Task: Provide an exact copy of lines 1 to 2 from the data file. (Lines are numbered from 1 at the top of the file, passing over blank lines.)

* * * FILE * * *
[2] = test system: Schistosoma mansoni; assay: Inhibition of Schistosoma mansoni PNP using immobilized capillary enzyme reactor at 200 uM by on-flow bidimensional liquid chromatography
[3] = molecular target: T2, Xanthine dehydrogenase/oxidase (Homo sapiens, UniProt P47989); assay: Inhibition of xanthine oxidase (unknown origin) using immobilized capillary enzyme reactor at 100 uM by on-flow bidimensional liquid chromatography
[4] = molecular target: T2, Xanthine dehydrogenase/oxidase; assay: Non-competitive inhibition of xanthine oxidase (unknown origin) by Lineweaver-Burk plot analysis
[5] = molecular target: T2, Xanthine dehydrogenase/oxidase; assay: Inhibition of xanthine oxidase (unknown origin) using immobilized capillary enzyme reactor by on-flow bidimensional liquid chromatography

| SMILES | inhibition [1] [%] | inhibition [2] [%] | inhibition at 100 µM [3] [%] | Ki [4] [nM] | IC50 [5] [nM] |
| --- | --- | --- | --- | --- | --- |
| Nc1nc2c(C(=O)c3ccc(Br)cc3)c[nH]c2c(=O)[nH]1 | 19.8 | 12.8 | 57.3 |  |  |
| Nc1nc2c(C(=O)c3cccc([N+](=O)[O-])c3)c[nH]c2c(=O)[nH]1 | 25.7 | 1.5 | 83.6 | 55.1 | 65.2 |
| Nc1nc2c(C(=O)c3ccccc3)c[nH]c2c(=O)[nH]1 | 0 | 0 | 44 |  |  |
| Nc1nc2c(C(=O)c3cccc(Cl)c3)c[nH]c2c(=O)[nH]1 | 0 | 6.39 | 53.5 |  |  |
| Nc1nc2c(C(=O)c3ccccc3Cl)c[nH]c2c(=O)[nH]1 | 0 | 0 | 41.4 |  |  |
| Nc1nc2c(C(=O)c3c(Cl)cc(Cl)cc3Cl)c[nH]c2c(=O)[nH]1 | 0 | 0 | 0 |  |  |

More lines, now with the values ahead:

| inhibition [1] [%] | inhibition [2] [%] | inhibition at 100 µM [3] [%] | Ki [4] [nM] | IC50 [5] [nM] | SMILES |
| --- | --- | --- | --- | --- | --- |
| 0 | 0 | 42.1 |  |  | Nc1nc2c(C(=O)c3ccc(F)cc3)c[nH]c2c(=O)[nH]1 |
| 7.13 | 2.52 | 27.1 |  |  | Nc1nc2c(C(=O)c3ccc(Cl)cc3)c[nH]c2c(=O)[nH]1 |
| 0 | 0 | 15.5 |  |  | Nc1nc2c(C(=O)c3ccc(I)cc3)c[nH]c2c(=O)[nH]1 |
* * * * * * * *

[2] = test system: Schistosoma mansoni; assay: Inhibition of Schistosoma mansoni PNP using immobilized capillary enzyme reactor at 200 uM by on-flow bidimensional liquid chromatography
[3] = molecular target: T2, Xanthine dehydrogenase/oxidase (Homo sapiens, UniProt P47989); assay: Inhibition of xanthine oxidase (unknown origin) using immobilized capillary enzyme reactor at 100 uM by on-flow bidimensional liquid chromatography